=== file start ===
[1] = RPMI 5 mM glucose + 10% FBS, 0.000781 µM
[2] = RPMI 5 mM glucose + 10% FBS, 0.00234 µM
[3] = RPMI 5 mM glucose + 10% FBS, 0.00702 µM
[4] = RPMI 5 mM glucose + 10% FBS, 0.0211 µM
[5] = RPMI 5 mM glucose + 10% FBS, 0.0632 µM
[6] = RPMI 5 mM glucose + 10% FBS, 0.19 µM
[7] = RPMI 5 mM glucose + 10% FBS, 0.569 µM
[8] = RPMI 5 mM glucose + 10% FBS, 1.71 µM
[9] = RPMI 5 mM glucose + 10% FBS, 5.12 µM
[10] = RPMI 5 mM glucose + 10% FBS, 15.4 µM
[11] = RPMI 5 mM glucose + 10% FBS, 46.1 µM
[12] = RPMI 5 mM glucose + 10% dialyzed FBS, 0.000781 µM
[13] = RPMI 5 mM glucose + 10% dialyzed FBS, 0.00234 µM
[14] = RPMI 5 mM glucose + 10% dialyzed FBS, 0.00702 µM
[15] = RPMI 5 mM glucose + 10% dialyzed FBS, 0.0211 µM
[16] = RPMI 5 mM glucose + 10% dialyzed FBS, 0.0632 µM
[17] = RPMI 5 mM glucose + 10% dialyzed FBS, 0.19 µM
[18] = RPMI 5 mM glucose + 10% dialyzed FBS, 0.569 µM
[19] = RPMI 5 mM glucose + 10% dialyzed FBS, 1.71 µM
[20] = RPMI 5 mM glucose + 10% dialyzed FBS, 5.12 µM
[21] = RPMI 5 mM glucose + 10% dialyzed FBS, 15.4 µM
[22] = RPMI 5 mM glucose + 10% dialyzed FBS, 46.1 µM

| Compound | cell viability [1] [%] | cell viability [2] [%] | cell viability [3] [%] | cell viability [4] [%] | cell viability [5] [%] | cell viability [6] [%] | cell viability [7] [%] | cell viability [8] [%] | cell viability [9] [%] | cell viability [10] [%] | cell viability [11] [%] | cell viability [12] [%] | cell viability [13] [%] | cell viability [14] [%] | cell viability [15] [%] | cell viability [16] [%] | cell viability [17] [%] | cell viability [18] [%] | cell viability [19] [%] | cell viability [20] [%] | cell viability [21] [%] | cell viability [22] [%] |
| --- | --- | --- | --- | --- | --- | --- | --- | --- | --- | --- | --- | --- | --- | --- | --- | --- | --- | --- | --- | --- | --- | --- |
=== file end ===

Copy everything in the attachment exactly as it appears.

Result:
[1] = RPMI 5 mM glucose + 10% FBS, 0.000781 µM
[2] = RPMI 5 mM glucose + 10% FBS, 0.00234 µM
[3] = RPMI 5 mM glucose + 10% FBS, 0.00702 µM
[4] = RPMI 5 mM glucose + 10% FBS, 0.0211 µM
[5] = RPMI 5 mM glucose + 10% FBS, 0.0632 µM
[6] = RPMI 5 mM glucose + 10% FBS, 0.19 µM
[7] = RPMI 5 mM glucose + 10% FBS, 0.569 µM
[8] = RPMI 5 mM glucose + 10% FBS, 1.71 µM
[9] = RPMI 5 mM glucose + 10% FBS, 5.12 µM
[10] = RPMI 5 mM glucose + 10% FBS, 15.4 µM
[11] = RPMI 5 mM glucose + 10% FBS, 46.1 µM
[12] = RPMI 5 mM glucose + 10% dialyzed FBS, 0.000781 µM
[13] = RPMI 5 mM glucose + 10% dialyzed FBS, 0.00234 µM
[14] = RPMI 5 mM glucose + 10% dialyzed FBS, 0.00702 µM
[15] = RPMI 5 mM glucose + 10% dialyzed FBS, 0.0211 µM
[16] = RPMI 5 mM glucose + 10% dialyzed FBS, 0.0632 µM
[17] = RPMI 5 mM glucose + 10% dialyzed FBS, 0.19 µM
[18] = RPMI 5 mM glucose + 10% dialyzed FBS, 0.569 µM
[19] = RPMI 5 mM glucose + 10% dialyzed FBS, 1.71 µM
[20] = RPMI 5 mM glucose + 10% dialyzed FBS, 5.12 µM
[21] = RPMI 5 mM glucose + 10% dialyzed FBS, 15.4 µM
[22] = RPMI 5 mM glucose + 10% dialyzed FBS, 46.1 µM

| Compound | cell viability [1] [%] | cell viability [2] [%] | cell viability [3] [%] | cell viability [4] [%] | cell viability [5] [%] | cell viability [6] [%] | cell viability [7] [%] | cell viability [8] [%] | cell viability [9] [%] | cell viability [10] [%] | cell viability [11] [%] | cell viability [12] [%] | cell viability [13] [%] | cell viability [14] [%] | cell viability [15] [%] | cell viability [16] [%] | cell viability [17] [%] | cell viability [18] [%] | cell viability [19] [%] | cell viability [20] [%] | cell viability [21] [%] | cell viability [22] [%] |
| --- | --- | --- | --- | --- | --- | --- | --- | --- | --- | --- | --- | --- | --- | --- | --- | --- | --- | --- | --- | --- | --- | --- |